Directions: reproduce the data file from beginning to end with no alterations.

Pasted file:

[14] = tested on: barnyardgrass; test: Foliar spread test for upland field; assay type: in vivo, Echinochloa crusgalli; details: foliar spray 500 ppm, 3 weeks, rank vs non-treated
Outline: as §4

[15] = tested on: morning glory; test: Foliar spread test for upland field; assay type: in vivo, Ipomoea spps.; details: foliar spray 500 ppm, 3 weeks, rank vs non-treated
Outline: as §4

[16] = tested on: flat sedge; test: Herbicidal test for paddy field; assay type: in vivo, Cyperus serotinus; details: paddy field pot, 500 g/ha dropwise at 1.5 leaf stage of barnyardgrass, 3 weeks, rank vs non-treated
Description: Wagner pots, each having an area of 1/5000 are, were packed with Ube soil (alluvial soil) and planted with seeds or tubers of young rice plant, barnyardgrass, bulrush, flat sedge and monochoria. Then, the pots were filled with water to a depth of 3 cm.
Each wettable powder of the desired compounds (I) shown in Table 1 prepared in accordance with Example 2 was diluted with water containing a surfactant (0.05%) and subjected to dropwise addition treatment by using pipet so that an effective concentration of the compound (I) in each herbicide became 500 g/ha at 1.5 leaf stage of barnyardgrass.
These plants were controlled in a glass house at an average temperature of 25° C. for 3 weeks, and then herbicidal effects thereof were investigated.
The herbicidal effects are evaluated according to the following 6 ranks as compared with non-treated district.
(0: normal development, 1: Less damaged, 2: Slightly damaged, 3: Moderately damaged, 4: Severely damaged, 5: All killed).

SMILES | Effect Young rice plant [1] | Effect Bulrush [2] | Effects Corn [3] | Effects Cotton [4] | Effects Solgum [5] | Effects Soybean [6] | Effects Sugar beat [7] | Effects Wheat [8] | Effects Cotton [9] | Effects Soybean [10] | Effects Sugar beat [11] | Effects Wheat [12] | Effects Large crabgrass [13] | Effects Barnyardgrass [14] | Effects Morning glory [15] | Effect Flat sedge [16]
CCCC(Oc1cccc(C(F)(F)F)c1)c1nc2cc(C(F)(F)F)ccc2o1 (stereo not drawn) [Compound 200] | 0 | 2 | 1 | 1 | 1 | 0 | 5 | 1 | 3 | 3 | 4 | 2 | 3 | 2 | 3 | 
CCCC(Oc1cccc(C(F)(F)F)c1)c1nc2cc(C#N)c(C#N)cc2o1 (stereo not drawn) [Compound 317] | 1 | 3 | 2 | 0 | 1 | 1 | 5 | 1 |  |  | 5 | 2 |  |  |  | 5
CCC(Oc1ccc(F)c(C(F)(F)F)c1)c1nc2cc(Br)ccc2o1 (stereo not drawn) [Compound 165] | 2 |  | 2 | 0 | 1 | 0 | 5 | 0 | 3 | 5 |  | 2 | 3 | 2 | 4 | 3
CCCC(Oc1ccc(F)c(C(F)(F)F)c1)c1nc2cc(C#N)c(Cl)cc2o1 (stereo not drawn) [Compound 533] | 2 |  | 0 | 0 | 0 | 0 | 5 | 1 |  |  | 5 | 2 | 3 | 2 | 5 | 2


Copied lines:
[14] = tested on: barnyardgrass; test: Foliar spread test for upland field; assay type: in vivo, Echinochloa crusgalli; details: foliar spray 500 ppm, 3 weeks, rank vs non-treated
Outline: as §4

[15] = tested on: morning glory; test: Foliar spread test for upland field; assay type: in vivo, Ipomoea spps.; details: foliar spray 500 ppm, 3 weeks, rank vs non-treated
Outline: as §4

[16] = tested on: flat sedge; test: Herbicidal test for paddy field; assay type: in vivo, Cyperus serotinus; details: paddy field pot, 500 g/ha dropwise at 1.5 leaf stage of barnyardgrass, 3 weeks, rank vs non-treated
Description: Wagner pots, each having an area of 1/5000 are, were packed with Ube soil (alluvial soil) and planted with seeds or tubers of young rice plant, barnyardgrass, bulrush, flat sedge and monochoria. Then, the pots were filled with water to a depth of 3 cm.
Each wettable powder of the desired compounds (I) shown in Table 1 prepared in accordance with Example 2 was diluted with water containing a surfactant (0.05%) and subjected to dropwise addition treatment by using pipet so that an effective concentration of the compound (I) in each herbicide became 500 g/ha at 1.5 leaf stage of barnyardgrass.
These plants were controlled in a glass house at an average temperature of 25° C. for 3 weeks, and then herbicidal effects thereof were investigated.
The herbicidal effects are evaluated according to the following 6 ranks as compared with non-treated district.
(0: normal development, 1: Less damaged, 2: Slightly damaged, 3: Moderately damaged, 4: Severely damaged, 5: All killed).

SMILES | Effect Young rice plant [1] | Effect Bulrush [2] | Effects Corn [3] | Effects Cotton [4] | Effects Solgum [5] | Effects Soybean [6] | Effects Sugar beat [7] | Effects Wheat [8] | Effects Cotton [9] | Effects Soybean [10] | Effects Sugar beat [11] | Effects Wheat [12] | Effects Large crabgrass [13] | Effects Barnyardgrass [14] | Effects Morning glory [15] | Effect Flat sedge [16]
CCCC(Oc1cccc(C(F)(F)F)c1)c1nc2cc(C(F)(F)F)ccc2o1 (stereo not drawn) [Compound 200] | 0 | 2 | 1 | 1 | 1 | 0 | 5 | 1 | 3 | 3 | 4 | 2 | 3 | 2 | 3 | 
CCCC(Oc1cccc(C(F)(F)F)c1)c1nc2cc(C#N)c(C#N)cc2o1 (stereo not drawn) [Compound 317] | 1 | 3 | 2 | 0 | 1 | 1 | 5 | 1 |  |  | 5 | 2 |  |  |  | 5
CCC(Oc1ccc(F)c(C(F)(F)F)c1)c1nc2cc(Br)ccc2o1 (stereo not drawn) [Compound 165] | 2 |  | 2 | 0 | 1 | 0 | 5 | 0 | 3 | 5 |  | 2 | 3 | 2 | 4 | 3
CCCC(Oc1ccc(F)c(C(F)(F)F)c1)c1nc2cc(C#N)c(Cl)cc2o1 (stereo not drawn) [Compound 533] | 2 |  | 0 | 0 | 0 | 0 | 5 | 1 |  |  | 5 | 2 | 3 | 2 | 5 | 2